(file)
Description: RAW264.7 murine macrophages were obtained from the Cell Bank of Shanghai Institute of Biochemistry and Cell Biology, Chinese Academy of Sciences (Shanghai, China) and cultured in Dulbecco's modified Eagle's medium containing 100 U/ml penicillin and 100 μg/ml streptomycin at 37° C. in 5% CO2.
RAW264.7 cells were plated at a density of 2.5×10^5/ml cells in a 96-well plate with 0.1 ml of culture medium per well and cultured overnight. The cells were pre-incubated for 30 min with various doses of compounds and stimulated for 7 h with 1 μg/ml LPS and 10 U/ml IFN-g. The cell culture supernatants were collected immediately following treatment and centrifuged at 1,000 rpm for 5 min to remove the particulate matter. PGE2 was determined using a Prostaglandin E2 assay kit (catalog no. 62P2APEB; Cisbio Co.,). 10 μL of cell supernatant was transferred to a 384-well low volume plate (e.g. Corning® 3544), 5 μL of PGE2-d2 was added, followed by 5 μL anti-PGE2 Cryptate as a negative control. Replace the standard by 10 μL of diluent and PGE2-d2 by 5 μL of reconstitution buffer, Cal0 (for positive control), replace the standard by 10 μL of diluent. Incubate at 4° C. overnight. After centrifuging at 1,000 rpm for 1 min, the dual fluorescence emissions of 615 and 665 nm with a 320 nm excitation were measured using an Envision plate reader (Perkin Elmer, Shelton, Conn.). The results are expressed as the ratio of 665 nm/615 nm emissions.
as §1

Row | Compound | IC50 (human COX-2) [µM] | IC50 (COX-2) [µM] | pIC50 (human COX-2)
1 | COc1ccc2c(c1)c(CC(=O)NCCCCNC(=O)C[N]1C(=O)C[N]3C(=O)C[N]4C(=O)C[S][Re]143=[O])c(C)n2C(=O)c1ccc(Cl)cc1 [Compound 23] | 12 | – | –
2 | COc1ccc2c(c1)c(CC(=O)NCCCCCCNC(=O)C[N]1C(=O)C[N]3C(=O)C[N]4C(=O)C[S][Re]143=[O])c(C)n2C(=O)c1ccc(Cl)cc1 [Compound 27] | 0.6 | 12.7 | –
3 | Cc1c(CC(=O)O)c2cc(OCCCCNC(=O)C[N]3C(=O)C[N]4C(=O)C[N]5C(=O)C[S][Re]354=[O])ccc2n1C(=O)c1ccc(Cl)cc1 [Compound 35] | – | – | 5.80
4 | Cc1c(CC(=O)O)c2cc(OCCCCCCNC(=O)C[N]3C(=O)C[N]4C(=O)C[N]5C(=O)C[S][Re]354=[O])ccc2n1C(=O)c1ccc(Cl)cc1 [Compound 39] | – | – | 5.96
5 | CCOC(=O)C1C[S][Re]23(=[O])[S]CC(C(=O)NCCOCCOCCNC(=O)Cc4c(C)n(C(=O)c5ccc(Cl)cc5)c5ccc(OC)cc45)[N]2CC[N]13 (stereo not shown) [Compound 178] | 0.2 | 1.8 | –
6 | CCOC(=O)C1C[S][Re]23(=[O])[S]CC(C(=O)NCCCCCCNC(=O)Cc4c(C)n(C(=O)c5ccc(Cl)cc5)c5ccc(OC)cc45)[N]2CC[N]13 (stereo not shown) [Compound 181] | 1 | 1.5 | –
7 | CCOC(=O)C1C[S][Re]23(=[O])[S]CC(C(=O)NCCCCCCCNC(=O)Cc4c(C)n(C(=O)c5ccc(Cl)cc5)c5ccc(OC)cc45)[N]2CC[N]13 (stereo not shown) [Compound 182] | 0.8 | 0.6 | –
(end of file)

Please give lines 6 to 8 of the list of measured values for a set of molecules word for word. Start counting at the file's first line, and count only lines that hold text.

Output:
2 | COc1ccc2c(c1)c(CC(=O)NCCCCCCNC(=O)C[N]1C(=O)C[N]3C(=O)C[N]4C(=O)C[S][Re]143=[O])c(C)n2C(=O)c1ccc(Cl)cc1 [Compound 27] | 0.6 | 12.7 | –
3 | Cc1c(CC(=O)O)c2cc(OCCCCNC(=O)C[N]3C(=O)C[N]4C(=O)C[N]5C(=O)C[S][Re]354=[O])ccc2n1C(=O)c1ccc(Cl)cc1 [Compound 35] | – | – | 5.80
4 | Cc1c(CC(=O)O)c2cc(OCCCCCCNC(=O)C[N]3C(=O)C[N]4C(=O)C[N]5C(=O)C[S][Re]354=[O])ccc2n1C(=O)c1ccc(Cl)cc1 [Compound 39] | – | – | 5.96